2013 to be a Year of Transitions for Equities
Stocks are poised to overcome risk aversion and political dysfunction as ESG factors gain more attention in 2013.
By Natalie Trunow, Chief Investment Officer, Equities, Calvert Investment Management, Inc.
Equity markets started 2013 having gained a tremendous amount of ground since the depths of the financial crisis. The Standard & Poor's (S&P) 500 Index of U.S. stocks, for example, posted a total return of more than 110% from the end of February 2009 through December 31, 2012. The S&P 500 Index climbed 16.00% for 2012, with the MSCI EAFE and MSCI Emerging Markets Indices up 16.54% and 18.63%, respectively. In the United States, the hotly contested presidential election, contentious fiscal cliff debates, and uncertain tax policies that fueled a lack of market confidence and stymied business expansion across many economic sectors have been temporarily addressed, providing more stability in investment expectations. A recovering U.S. housing market, a decline in unemployment, record-high exports, and encouraging year-end manufacturing data fueled by an attractive U.S. dollar exchange rate have all helped boost U.S. equity market sentiment.
We anticipate that U.S. equities will continue to perform well in 2013 as investors look past the political dysfunction in Washington and move more money into stocks as they become more comfortable with risk. Value stocks generally performed better than growth companies in 2012, and we believe that value stocks may also outperform in 2013. We also think that small-cap equities are poised to post better returns than large-caps. Finally, environmental, social, and governance (ESG) issues could become major factors in individual stock performance in 2013. As a result of these broad equity market trends, active equity managers focusing on ESG analysis should be well-positioned to help investors benefit in 2013.
Stocks Start the Year Strong, but Challenges Loom
The equity markets started 2013 with a powerful relief rally in response to the 11th-hour U.S. fiscal cliff deal, with the S&P 500 Index gaining 5.18% in January. Uncertainty, however, is likely to loom over the markets and economy until the U.S. debt ceiling and budget negotiations are resolved, presumably in March. Congress appears polarized over entitlement reforms, taxes, and debt reduction, but we remain hopeful that reason and compromise will prevail. At the moment, there seems to be little marketplace focus on how the dysfunctional U.S. political process could negatively impact the credit rating of U.S. government debt. Any discussion of a downgrade by a credit-rating agency could once again upset investor sentiment and ignite market volatility. Overall, however, the United States remains in the driver's seat of the global economy, with the rest of the world benefiting from continued U.S. economic growth, however tepid.
U.S. Recovery Gaining Momentum, Led by Housing
The overall macroeconomic backdrop in the United States is continuing to improve. U.S. corporate balance sheets and fundamentals remain strong and consumers are continuing to deleverage. The U.S. manufacturing sector is also recovering and should start to contribute a larger proportion of overall economic growth in 2013. These positives, however, are somewhat offset by less than stellar corporate earnings, a surprising pullback in consumer confidence in January as reported by the University of Michigan, and somewhat tepid expectations for gross domestic product (GDP) growth in 2013 of 2.5% to 3.0%. In addition, the fiscal cliff deal is going to have a net negative impact on the incomes of most Americans through tax increases and the expiration of the payroll tax holiday. The economic impact from the fiscal policy drag in the United States will likely detract 1 to 1.5 percentage points from GDP growth in 2013, but much of that may be offset by continued improvements in the housing, consumer, and labor markets.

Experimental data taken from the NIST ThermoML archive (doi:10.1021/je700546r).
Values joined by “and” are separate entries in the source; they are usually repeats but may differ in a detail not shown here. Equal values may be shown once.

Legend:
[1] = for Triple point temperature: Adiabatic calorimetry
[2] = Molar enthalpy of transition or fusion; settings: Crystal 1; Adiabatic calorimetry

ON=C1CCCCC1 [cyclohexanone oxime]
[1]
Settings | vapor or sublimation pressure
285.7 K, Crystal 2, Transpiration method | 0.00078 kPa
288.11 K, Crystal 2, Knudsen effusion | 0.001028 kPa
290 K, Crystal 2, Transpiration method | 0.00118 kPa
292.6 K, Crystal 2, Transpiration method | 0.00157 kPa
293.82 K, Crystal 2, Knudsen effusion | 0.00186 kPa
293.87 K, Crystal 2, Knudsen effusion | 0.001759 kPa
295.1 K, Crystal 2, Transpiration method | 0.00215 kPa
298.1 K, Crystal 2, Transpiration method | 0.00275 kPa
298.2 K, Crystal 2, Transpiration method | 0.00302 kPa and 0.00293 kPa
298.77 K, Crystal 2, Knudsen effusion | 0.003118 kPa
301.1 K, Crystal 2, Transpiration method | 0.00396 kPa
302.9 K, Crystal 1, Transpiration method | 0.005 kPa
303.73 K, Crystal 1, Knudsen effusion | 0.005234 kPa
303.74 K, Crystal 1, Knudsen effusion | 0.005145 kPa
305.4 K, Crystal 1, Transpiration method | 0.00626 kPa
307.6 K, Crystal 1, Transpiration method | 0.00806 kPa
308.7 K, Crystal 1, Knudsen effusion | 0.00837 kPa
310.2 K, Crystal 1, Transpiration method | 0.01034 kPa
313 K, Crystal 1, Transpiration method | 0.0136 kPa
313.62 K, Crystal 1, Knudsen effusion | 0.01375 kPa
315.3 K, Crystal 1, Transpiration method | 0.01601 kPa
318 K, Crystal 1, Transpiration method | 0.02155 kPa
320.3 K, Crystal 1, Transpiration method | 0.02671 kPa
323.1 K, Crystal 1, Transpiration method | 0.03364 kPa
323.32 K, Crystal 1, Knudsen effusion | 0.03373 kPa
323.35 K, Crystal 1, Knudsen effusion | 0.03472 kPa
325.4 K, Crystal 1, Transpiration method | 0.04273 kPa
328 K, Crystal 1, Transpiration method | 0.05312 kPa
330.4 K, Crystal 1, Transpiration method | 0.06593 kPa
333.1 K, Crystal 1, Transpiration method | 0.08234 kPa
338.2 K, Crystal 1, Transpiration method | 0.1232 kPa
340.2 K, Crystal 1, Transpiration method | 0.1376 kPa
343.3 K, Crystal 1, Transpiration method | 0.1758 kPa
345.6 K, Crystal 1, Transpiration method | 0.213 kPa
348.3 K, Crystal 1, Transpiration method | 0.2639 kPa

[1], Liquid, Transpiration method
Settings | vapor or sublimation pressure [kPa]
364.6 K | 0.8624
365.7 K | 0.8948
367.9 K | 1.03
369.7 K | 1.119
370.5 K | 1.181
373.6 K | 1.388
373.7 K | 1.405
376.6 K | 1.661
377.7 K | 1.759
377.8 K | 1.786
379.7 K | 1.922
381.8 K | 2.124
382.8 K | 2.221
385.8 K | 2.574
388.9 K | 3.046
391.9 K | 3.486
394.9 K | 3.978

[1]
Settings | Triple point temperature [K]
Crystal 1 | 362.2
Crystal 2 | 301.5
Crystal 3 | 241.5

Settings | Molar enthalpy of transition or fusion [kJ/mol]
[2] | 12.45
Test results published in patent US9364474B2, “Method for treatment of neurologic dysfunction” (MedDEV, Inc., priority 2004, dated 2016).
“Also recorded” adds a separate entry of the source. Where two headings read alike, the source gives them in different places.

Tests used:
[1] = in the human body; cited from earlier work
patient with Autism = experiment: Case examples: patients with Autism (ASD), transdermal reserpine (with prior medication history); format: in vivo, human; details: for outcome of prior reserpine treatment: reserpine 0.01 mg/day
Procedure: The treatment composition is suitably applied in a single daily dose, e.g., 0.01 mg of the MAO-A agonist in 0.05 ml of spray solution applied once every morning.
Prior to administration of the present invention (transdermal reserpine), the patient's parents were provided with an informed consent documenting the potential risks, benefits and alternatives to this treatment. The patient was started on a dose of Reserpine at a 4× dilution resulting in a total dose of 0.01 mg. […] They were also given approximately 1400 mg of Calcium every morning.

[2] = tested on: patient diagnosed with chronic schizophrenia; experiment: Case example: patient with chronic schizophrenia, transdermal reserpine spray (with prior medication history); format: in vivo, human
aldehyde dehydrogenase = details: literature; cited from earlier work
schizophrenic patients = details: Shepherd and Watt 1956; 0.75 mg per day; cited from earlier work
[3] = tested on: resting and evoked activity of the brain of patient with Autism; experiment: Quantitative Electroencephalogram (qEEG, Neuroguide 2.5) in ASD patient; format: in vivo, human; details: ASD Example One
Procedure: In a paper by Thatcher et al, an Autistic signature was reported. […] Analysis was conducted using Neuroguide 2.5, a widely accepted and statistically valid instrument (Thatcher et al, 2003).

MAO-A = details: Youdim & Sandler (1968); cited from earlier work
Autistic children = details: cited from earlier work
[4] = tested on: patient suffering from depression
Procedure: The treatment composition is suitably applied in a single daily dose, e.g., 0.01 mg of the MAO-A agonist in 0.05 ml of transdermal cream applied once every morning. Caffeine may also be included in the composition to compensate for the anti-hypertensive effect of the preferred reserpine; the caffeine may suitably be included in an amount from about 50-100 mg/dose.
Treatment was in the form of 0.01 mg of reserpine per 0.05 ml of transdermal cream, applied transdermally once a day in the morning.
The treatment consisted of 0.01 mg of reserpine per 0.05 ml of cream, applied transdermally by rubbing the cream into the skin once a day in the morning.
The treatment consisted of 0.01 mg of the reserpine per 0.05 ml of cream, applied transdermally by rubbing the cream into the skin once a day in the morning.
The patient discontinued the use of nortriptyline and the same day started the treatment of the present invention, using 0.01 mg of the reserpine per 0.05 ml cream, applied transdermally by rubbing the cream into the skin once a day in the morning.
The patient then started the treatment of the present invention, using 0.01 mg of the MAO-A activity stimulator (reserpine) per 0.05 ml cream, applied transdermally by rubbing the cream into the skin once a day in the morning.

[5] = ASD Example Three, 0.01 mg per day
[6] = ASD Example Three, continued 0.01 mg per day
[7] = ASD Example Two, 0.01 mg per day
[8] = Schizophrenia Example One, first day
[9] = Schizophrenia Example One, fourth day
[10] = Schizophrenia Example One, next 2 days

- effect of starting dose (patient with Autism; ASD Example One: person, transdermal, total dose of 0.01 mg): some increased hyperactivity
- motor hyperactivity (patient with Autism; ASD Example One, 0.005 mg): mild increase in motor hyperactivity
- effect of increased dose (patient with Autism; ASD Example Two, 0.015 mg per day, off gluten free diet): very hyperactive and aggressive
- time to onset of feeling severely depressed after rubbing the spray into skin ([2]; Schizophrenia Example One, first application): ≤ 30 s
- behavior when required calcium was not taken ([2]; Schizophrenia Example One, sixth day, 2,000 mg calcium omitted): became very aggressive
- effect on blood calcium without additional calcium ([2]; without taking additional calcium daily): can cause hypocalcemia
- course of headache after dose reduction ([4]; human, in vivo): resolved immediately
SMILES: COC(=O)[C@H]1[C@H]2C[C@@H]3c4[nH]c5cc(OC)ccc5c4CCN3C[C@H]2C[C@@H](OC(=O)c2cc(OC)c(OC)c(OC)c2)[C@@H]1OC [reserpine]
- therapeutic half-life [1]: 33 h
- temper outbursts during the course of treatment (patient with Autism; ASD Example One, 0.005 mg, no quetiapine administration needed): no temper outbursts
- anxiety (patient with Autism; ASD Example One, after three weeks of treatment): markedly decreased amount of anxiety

Looking ahead, we believe that the recovery in the U.S. housing market will be a central catalyst for economic growth over the next 12 to 18 months, as consumer confidence, income, and spending improve. Home inventories, including shadow inventory, have retracted to their 2007, pre-bubble levels, providing a solid base for longer-term recovery. With the rise in new and existing home sales, many sectors of the economy—from construction to regional banks to raw-material providers—stand to benefit. At the same time, the smaller inventory of houses for sale will help push home prices higher. In 2012, home prices rose for the first time since 2006 on an annual basis. The U.S. Federal Reserve's $40 billion purchases of mortgage-backed securities each month appear to be working, as mortgage rates dropped in 2012 and remain at or near historic lows.
Eurozone and Emerging Markets Slowing
The European Central Bank (ECB) revised its 2013 GDP forecast from 0.5% expansion to 0.3% contraction. With unemployment in the euro region reaching a record high of 11.7% in 2012, and manufacturing, as measured by PMI, contracting, the fiscal drag from Europe appears to be worse than anticipated (a scenario that we anticipated more than a year ago despite more-optimistic consensus forecasts). The ECB's statements succeeded in calming markets in 2012, but we believe that the implementation of some new ECB policies may be difficult, which could give investors pause. Europe has now slipped into a double-dip recession, which will continue to negatively impact emerging markets through weak exports.
In general, we see the eurozone's problems dragging on and hurting global economic growth. This would particularly affect larger-cap stocks with significant foreign earnings components. The issues in the eurozone will likely also continue to impact stocks in China and other emerging-market economies with significant trading exposure to Europe. Growth rates in the emerging markets and "BRICs" (Brazil, Russia, India, and China) are, in fact, slowing to a more normalized level, which in turn negatively impacts global demand for industrial commodities and companies in the supply chain.